2013 Spirit Lecture features Villa-Komaroff
By Monica Frazier
The 12th annual Spirit Lecture, “A Life in Science: From Cloning to Cell Therapies,” was presented March 22 by cell biologist Lydia Villa-Komaroff, Ph.D. Sponsored by the NIEHS Diversity Council and the Women Scientists Assembly, the Spirit Lecture Series has a history of hosting talks by outstanding women in science, each March, in honor of
(Launches in new window)
NIEHS Deputy Director Rick Woychik, Ph.D., introduced Villa-Komaroff and commented on the mission of the Spirit Lecture. “We [at NIEHS] recognize that successfully navigating today’s workplace involves balancing responsibilities for our families, our jobs, and the multiple roles we participate in, as we mentor and reach out to the wider community, all of which compete for our time and talents,” he said.
Villa-Komaroff was recently selected by the Huffington Post as one of the 50 women who shaped America’s Health, for her outstanding scientific achievements in academia, research, and business.
Accepting no barriers
Only the third Mexican-American woman ever to receive a science Ph.D., Villa-Komaroff has stopped at nothing to achieve her goals. During her postdoctoral work, she performed experiments at Cold Spring Harbor Laboratory, during the time Harvard University banned recombinant DNA research. It was this work that she brought back to Harvard and which led to the first recombinant production of mammalian insulin, an accomplishment that led to her first patent and acclaim.
Now the chief scientific officer and a board member of CytonomeST, Villa-Komaroff has successfully transitioned from academia to industry, an achievement many NIEHS trainees often wonder whether possible. Prior to joining CytonomeST, Villa-Komaroff held academic positions at major universities and research institutions, before moving into administrative roles and, ultimately, the challenging world of biomedical startup companies.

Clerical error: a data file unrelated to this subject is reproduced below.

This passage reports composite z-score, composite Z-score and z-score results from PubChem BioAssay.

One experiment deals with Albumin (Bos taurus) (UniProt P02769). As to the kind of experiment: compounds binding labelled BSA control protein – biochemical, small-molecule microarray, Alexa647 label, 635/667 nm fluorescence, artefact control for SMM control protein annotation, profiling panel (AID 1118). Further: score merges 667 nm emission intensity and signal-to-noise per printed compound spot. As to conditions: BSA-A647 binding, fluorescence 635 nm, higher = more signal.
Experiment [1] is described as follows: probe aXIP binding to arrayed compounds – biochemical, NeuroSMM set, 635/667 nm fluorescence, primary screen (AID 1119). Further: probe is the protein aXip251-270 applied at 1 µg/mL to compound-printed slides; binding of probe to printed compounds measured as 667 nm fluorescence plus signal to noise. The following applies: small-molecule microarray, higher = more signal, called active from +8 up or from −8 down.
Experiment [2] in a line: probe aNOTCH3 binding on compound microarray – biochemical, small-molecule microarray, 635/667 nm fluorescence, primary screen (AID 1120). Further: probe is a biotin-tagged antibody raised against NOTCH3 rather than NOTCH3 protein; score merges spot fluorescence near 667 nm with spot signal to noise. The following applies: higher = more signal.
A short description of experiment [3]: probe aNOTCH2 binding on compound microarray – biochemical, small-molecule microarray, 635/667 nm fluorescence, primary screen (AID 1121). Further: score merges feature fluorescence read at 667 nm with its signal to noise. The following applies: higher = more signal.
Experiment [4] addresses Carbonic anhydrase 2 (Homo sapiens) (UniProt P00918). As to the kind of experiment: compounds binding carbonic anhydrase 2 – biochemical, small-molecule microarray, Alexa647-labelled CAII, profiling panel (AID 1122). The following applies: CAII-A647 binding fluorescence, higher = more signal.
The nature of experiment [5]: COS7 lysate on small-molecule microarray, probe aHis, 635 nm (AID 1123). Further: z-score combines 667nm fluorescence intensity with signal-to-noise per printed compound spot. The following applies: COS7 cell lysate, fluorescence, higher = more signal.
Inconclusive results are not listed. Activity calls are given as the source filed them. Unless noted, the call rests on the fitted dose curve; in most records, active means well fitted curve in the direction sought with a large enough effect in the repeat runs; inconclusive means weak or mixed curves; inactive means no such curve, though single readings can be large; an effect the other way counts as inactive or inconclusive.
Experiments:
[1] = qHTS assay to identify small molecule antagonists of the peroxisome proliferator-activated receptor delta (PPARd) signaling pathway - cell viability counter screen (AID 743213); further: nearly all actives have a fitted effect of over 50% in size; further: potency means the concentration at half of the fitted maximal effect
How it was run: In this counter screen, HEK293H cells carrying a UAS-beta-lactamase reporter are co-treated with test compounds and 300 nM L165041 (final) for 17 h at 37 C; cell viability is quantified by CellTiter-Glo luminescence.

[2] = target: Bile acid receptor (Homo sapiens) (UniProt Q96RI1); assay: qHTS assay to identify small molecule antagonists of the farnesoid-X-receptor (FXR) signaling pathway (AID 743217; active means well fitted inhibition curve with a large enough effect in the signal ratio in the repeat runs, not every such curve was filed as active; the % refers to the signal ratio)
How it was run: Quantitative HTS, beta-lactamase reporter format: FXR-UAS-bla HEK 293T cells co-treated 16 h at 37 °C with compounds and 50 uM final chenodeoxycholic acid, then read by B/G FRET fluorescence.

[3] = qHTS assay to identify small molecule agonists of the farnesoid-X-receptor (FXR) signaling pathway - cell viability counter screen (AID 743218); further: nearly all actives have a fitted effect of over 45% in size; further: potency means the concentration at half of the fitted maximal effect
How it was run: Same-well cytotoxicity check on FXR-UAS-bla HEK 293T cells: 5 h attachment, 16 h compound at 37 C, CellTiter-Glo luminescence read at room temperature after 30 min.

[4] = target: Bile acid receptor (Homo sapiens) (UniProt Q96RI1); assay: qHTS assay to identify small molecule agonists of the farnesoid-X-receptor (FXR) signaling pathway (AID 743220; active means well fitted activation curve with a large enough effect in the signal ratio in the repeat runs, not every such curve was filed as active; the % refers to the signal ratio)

Equal opportunity criticism
Along the way, Villa-Komaroff worked for several acclaimed scientists, including Nobel laureates David Baltimore, Ph.D., as a graduate student at Massachusetts Institute of Technology, and Walter Gilbert, Ph.D., as a postdoctoral fellow at Harvard. She was insistent that choosing the right mentors was vital to her success, and that her mentors were extremely supportive during years when women in science, especially minority women, were not well accepted.
However, Villa-Komaroff made a point to emphasize that a critical mentor should not be regarded as a bad mentor. As she related her experiences to the audience, she explained, “It was not about you. It was about the work.” She described her mentors as equal opportunity critics, something she strives to be in her own mentoring.
Of her own mentoring style, she said, “When undergraduates used to send me emails about spending the summer in my lab, I never answered the first email.” She highlighted the need for persistence by adding, “Nobody who wasn’t willing to send a second email was going to be spending any time in my lab, so just remember that.”
Advice for trainees
While discussing her decisions throughout her career, Villa-Komaroff offered several pieces of advice, particularly to trainees. “You won’t get what you don’t ask for,” she said, “so aiming as high as you can is extremely important.”
Villa-Komaroff also addressed the subject of work/life balance. “I think I stopped speaking about balance a long time ago,” she said. “It’s not about balance. It’s about juggling.”
Encouraging postdocs to be open to nontraditional career paths, Villa-Komaroff continued, “We have done a disfavor to all of us, by tending to think of a Ph.D. as a degree that limits you to a particular endeavor, or field, or even job type. A Ph.D. is a degree that teaches you how to think and how to learn, and those are skills that you can apply in a very wide range of settings very, very nicely.”
If anyone can be a good example of outstanding skill adaptability, and embracing new opportunities and challenges at the highest level, Villa-Komaroff is certainly that individual.
(Monica Frazier, Ph.D., is an Intramural Research Training Award fellow in the NIEHS Mechanisms of Mutation Group.)